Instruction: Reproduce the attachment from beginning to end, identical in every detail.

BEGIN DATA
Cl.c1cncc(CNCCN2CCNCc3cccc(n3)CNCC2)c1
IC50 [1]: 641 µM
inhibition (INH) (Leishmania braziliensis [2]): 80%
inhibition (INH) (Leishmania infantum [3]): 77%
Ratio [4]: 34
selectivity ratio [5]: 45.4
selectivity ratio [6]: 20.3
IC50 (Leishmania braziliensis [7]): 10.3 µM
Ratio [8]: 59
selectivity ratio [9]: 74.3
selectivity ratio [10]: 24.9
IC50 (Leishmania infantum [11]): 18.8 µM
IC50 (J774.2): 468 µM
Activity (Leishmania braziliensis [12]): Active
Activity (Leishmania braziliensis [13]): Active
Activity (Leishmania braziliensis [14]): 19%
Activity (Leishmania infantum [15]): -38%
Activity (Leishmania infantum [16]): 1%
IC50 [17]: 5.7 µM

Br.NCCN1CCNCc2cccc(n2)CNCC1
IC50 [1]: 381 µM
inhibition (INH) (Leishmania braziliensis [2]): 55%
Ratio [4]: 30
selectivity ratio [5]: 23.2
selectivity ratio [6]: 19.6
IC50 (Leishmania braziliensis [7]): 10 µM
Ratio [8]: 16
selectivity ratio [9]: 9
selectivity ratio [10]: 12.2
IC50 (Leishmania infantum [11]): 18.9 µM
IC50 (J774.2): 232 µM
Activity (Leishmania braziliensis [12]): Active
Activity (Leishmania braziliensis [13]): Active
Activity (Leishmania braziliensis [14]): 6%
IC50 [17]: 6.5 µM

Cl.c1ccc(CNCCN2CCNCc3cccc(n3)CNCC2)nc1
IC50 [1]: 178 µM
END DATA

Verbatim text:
Cl.c1cncc(CNCCN2CCNCc3cccc(n3)CNCC2)c1
IC50 [1]: 641 µM
inhibition (INH) (Leishmania braziliensis [2]): 80%
inhibition (INH) (Leishmania infantum [3]): 77%
Ratio [4]: 34
selectivity ratio [5]: 45.4
selectivity ratio [6]: 20.3
IC50 (Leishmania braziliensis [7]): 10.3 µM
Ratio [8]: 59
selectivity ratio [9]: 74.3
selectivity ratio [10]: 24.9
IC50 (Leishmania infantum [11]): 18.8 µM
IC50 (J774.2): 468 µM
Activity (Leishmania braziliensis [12]): Active
Activity (Leishmania braziliensis [13]): Active
Activity (Leishmania braziliensis [14]): 19%
Activity (Leishmania infantum [15]): -38%
Activity (Leishmania infantum [16]): 1%
IC50 [17]: 5.7 µM

Br.NCCN1CCNCc2cccc(n2)CNCC1
IC50 [1]: 381 µM
inhibition (INH) (Leishmania braziliensis [2]): 55%
Ratio [4]: 30
selectivity ratio [5]: 23.2
selectivity ratio [6]: 19.6
IC50 (Leishmania braziliensis [7]): 10 µM
Ratio [8]: 16
selectivity ratio [9]: 9
selectivity ratio [10]: 12.2
IC50 (Leishmania infantum [11]): 18.9 µM
IC50 (J774.2): 232 µM
Activity (Leishmania braziliensis [12]): Active
Activity (Leishmania braziliensis [13]): Active
Activity (Leishmania braziliensis [14]): 6%
IC50 [17]: 6.5 µM

Cl.c1ccc(CNCCN2CCNCc3cccc(n3)CNCC2)nc1
IC50 [1]: 178 µM